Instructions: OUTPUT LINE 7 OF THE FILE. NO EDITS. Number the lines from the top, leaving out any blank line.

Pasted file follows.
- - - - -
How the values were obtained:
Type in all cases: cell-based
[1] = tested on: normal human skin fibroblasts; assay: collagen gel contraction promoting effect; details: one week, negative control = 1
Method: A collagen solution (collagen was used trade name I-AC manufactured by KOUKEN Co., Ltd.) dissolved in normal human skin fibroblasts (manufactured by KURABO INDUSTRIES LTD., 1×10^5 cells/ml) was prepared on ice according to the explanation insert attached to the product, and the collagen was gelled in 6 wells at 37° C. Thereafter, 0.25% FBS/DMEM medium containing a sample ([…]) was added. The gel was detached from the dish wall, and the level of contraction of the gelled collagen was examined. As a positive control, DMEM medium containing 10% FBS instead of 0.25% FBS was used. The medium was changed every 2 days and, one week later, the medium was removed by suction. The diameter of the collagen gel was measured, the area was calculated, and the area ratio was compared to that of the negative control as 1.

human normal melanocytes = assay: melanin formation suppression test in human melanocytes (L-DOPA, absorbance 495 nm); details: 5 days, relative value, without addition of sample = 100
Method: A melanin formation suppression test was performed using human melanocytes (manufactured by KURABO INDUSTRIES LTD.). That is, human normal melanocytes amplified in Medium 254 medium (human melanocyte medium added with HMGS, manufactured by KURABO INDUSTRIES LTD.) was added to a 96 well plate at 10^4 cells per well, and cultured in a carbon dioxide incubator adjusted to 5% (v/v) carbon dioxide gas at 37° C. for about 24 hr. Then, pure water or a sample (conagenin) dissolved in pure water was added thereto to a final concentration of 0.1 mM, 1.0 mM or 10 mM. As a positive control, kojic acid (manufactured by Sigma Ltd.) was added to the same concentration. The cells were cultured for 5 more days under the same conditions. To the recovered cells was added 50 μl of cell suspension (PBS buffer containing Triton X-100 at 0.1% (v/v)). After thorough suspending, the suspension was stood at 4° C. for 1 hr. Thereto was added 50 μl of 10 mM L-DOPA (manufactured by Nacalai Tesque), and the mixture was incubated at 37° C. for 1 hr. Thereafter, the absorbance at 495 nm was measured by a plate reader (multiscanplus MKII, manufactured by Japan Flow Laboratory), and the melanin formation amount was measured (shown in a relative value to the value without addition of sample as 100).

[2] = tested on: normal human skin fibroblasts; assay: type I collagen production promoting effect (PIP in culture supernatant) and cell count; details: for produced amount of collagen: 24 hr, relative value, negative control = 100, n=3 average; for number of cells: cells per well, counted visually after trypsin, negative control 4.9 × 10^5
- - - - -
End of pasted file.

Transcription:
[2] = tested on: normal human skin fibroblasts; assay: type I collagen production promoting effect (PIP in culture supernatant) and cell count; details: for produced amount of collagen: 24 hr, relative value, negative control = 100, n=3 average; for number of cells: cells per well, counted visually after trypsin, negative control 4.9 × 10^5